Bringing it back to the parallel between organizations and the natural world, systems thinking “requires a shift in mindset, away from linear to circular. The fundamental principle of this shift is that everything is interconnected. We talk about interconnectedness not in a spiritual way, but in a biological sciences way. Essentially, everything is reliant upon something else for survival. Humans need food, air, and water to sustain our bodies, and trees need carbon dioxide and sunlight to thrive. Everything needs something else, often a complex array of other things, to survive,” according to Acaroglu.
In terms of organizational dynamics and problem solving, we need to rely on the fact that each interdependent part influences, impacts or even compromises the other parts. Here’s an example: An organization identifies, based on face value and/or assumptions, that marketing must be the cause of failing customer acquisition. The marketing team makes changes independently. But that may not be the answer. In actuality, the organization has failed to see that their offerings aren’t in demand. You can’t solve the problem with better marketing tactics for products or services no one wants. The real problem may be a broken value proposition — a disconnect with market needs or competitors in the marketplace, and therefore offering what customers don’t want. It’s a recipe for disaster.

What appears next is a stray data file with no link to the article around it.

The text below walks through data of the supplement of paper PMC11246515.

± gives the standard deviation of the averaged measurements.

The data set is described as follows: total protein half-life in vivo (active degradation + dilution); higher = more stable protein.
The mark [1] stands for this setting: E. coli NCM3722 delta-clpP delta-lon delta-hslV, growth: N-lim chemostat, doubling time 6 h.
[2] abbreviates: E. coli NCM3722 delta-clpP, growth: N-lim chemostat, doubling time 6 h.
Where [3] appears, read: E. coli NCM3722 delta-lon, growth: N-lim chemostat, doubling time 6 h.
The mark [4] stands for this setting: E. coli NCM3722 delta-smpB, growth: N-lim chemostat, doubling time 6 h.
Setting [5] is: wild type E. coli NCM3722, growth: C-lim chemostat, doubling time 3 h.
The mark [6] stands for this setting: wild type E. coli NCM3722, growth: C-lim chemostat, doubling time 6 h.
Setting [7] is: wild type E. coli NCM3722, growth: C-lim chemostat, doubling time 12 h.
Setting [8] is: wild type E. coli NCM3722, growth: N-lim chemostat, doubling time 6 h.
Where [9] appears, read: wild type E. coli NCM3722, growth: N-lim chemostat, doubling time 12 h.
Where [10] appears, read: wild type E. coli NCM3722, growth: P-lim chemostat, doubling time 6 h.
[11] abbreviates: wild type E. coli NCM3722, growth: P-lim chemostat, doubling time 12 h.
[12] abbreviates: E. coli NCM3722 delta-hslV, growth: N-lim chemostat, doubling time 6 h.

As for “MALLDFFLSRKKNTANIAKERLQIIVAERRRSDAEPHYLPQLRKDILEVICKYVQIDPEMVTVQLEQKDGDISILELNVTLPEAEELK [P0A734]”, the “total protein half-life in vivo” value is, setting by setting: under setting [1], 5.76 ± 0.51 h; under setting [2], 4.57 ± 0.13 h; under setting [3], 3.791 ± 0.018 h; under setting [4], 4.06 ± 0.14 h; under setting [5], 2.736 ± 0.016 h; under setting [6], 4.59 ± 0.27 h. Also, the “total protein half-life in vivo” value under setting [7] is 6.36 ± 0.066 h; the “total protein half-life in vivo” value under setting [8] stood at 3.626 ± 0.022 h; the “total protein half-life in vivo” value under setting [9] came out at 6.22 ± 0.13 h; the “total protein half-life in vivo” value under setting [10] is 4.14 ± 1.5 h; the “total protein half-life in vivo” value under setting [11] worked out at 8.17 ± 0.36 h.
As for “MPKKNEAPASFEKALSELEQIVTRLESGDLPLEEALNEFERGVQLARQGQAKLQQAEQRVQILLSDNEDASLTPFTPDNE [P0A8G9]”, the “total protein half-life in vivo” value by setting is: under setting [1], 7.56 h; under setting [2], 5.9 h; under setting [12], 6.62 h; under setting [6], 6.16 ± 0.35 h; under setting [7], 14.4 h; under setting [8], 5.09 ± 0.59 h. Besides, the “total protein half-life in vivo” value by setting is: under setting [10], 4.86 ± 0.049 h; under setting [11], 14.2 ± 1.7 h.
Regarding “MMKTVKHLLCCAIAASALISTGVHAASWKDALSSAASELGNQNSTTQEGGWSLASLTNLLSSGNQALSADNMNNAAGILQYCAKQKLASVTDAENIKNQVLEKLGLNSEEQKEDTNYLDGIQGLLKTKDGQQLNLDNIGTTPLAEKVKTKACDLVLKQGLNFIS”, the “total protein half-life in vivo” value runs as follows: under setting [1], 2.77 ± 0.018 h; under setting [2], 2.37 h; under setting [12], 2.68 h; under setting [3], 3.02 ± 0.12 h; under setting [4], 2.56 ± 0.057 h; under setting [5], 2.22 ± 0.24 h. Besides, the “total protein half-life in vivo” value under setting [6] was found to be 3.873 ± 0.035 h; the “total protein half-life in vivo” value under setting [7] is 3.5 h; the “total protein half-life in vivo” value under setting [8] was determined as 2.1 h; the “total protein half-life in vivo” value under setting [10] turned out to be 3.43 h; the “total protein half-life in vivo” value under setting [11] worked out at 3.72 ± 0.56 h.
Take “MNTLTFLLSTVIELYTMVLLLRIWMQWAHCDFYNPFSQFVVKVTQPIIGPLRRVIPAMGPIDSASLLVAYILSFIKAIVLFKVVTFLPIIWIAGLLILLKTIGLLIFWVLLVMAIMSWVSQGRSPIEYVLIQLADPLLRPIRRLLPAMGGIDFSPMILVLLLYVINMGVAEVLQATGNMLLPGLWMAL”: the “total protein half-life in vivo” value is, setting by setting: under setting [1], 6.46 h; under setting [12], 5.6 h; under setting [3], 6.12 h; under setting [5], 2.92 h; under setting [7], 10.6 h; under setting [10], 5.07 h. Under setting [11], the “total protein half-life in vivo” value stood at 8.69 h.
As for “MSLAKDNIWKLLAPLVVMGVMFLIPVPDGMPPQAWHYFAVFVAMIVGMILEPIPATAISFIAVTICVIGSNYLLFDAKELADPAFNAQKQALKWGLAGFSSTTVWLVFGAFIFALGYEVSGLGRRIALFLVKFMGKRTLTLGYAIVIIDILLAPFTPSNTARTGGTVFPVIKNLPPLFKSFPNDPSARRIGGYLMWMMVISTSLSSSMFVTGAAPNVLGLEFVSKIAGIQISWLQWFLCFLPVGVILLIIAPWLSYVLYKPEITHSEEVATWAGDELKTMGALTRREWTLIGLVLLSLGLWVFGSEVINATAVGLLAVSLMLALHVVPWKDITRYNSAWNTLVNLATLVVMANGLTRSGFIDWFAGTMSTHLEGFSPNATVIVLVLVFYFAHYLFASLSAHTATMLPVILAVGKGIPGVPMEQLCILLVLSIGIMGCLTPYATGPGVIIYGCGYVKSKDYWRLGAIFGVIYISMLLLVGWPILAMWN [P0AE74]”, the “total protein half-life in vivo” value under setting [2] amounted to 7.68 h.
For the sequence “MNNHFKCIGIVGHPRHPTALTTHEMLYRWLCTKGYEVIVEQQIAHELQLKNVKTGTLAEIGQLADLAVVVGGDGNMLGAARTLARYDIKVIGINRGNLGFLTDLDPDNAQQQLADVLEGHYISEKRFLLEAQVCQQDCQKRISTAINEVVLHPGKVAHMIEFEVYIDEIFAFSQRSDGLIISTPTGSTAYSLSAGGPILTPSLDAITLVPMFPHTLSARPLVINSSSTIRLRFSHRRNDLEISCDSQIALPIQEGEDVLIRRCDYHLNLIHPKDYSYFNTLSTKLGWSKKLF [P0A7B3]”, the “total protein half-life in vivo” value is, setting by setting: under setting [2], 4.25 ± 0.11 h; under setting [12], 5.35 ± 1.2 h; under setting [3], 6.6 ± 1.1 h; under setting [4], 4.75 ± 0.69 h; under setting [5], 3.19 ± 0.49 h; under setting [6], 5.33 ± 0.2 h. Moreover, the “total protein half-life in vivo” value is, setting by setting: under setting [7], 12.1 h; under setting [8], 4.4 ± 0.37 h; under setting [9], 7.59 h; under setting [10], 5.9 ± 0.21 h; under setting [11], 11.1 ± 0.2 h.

Let’s take a closer look at the language of systems thinking, and you’ll see how it is relevant to organizations facing challenges – adapted from Acaroglu’s work.
- “In systems thinking, the goal is synthesis, as opposed to analysis, which is the dissection of complexity into manageable components. Analysis fits into the mechanical and reductionist worldview, where the world is broken down into parts. But all systems are dynamic and often complex; thus, a more holistic approach leads to understanding phenomena. Synthesis is about understanding the whole and the parts at the same time, along with the relationships and the connections that make up the dynamics of the whole.”